Policy-making is a complex process, which needs a lot of efforts from the part of policy-makers as well as other people working within an organization, where policies are developed and implemented. In this respect, it is worth mentioning the fact that the effective policy-making depends on several factors, among which it is possible to single out theorizing policies, their development and implementation. In actuality, policy makers prefer to prepare policies carefully before their implementation for the implementation of unprepared policies may provoke conflicts and opposition to decisions taken by policy makers. In such a situation, the elaboration of policies becomes a challengeable process, in which policy makers should cooperate closely with all stakeholders to meet their needs, wants and expectations and, thus, to minimize the risk of policies’ failure.

Theorizing policies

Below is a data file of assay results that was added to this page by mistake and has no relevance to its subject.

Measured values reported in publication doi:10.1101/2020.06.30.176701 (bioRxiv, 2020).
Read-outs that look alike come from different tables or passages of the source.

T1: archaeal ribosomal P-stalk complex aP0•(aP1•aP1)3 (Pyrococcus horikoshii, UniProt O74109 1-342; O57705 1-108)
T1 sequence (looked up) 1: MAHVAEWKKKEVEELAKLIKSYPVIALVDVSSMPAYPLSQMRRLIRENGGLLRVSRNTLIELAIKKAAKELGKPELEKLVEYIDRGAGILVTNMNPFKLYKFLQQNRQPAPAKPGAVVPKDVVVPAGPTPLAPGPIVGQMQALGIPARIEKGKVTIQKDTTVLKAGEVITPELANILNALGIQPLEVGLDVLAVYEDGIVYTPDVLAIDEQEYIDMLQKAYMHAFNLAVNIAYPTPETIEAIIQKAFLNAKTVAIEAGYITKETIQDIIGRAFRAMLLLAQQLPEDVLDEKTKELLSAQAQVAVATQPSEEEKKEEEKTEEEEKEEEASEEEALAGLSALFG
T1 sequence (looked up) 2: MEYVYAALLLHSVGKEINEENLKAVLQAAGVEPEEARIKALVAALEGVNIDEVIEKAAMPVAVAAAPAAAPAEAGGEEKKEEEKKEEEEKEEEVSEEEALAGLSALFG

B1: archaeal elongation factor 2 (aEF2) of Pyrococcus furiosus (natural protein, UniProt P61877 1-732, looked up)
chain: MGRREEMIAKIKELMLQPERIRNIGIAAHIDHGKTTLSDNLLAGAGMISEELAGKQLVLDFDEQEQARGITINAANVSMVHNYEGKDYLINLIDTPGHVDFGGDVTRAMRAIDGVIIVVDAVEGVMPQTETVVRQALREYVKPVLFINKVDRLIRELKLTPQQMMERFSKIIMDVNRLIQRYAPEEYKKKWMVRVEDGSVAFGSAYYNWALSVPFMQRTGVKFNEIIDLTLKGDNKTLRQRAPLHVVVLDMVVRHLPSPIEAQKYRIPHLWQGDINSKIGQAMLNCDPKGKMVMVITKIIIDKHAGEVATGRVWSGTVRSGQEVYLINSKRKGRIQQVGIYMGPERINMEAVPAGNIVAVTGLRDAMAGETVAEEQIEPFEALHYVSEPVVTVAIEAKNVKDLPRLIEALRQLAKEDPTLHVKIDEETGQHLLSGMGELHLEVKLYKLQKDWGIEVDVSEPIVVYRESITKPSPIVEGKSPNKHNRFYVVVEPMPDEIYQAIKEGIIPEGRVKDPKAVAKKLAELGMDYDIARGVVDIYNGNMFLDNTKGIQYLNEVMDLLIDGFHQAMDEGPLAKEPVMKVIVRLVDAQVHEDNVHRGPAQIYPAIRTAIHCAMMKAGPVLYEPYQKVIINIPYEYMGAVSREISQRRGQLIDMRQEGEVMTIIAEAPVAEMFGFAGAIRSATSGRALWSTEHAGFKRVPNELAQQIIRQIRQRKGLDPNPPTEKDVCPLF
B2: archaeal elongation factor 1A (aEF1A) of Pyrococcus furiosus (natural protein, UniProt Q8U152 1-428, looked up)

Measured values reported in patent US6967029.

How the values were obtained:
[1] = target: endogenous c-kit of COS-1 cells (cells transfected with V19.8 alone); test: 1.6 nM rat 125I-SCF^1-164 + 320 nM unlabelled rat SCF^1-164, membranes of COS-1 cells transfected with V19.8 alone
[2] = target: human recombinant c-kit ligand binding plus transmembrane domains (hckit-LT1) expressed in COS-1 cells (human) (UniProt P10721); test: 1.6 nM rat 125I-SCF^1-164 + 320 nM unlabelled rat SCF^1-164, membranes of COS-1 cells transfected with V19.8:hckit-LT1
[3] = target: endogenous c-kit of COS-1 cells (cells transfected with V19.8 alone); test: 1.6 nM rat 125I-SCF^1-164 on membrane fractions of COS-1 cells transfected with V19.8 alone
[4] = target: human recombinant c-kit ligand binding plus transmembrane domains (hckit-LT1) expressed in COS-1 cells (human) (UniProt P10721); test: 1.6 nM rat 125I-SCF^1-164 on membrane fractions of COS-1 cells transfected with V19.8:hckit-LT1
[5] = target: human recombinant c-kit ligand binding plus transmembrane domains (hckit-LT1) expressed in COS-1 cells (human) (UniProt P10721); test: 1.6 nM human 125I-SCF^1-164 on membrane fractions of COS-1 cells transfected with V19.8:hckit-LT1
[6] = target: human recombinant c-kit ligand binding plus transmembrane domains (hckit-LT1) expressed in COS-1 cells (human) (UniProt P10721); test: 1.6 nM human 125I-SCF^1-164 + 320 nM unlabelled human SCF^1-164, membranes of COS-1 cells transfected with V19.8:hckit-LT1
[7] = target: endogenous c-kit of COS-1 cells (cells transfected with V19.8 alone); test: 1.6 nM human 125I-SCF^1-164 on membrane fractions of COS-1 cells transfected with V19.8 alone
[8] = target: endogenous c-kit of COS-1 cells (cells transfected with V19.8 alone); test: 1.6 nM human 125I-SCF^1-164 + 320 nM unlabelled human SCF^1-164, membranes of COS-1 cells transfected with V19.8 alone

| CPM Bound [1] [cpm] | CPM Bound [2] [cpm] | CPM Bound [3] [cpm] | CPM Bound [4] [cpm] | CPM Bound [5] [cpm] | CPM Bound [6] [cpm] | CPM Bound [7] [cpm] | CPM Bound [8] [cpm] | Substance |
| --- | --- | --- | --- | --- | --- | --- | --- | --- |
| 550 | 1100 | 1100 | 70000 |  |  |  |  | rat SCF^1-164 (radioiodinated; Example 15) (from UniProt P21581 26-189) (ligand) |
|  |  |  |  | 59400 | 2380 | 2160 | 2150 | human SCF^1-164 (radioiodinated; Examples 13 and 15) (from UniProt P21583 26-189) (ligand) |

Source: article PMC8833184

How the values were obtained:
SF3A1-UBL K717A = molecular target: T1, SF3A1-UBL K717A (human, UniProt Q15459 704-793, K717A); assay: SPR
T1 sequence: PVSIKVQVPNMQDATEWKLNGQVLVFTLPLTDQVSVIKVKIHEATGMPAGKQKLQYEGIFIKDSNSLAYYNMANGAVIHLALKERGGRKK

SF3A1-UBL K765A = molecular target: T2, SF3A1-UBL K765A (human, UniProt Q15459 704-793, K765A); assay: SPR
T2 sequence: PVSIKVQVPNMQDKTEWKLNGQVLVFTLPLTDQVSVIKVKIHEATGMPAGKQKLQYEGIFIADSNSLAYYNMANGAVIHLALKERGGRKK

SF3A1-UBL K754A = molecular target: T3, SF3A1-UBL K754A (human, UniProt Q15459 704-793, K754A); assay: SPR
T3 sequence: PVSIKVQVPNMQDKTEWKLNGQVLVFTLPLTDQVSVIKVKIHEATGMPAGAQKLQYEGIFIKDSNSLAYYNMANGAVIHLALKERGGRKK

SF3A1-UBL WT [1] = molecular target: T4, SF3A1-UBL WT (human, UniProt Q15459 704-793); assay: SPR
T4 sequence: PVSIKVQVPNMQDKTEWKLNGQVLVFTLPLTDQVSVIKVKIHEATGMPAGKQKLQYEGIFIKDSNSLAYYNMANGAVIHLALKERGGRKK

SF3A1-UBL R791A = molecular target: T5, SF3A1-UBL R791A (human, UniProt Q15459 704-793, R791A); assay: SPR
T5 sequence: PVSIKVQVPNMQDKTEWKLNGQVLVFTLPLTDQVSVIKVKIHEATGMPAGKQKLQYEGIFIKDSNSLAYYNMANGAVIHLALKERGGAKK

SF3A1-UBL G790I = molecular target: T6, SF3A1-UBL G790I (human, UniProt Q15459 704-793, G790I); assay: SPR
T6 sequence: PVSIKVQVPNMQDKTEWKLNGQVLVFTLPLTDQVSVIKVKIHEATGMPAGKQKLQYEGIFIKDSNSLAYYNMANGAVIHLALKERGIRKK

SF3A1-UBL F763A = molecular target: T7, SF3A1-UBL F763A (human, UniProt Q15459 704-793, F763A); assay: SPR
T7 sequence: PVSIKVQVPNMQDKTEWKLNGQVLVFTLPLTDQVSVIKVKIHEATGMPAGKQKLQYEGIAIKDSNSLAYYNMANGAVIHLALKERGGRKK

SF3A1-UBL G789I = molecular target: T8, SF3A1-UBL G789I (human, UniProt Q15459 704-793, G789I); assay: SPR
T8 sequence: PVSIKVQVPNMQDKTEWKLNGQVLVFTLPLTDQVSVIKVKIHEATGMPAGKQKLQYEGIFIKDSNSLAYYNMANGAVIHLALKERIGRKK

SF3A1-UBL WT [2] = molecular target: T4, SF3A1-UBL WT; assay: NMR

On developing new policies, policy makers should start with laying the theoretical foundation to the policy they are about to develop and implement. What is meant here is the fact that any policy needs to have a theoretical foundation, which justifies its development and implementation and proves that this policy is effective, at least in theory, whereas the further implementation of the chosen policy in practice will reveal whether this policy is as effective in practice as it is in theory (Benfari, 1999). On the other hand, while theorizing policies, it is important to remember about the policy cycle, which normally includes several stages, such as setting the problem, policy formulation, adoption, and evaluation. In fact, practically all theories include this policy cycle and policy makers cannot ignore the policy cycle while developing the theoretical foundation to their policies.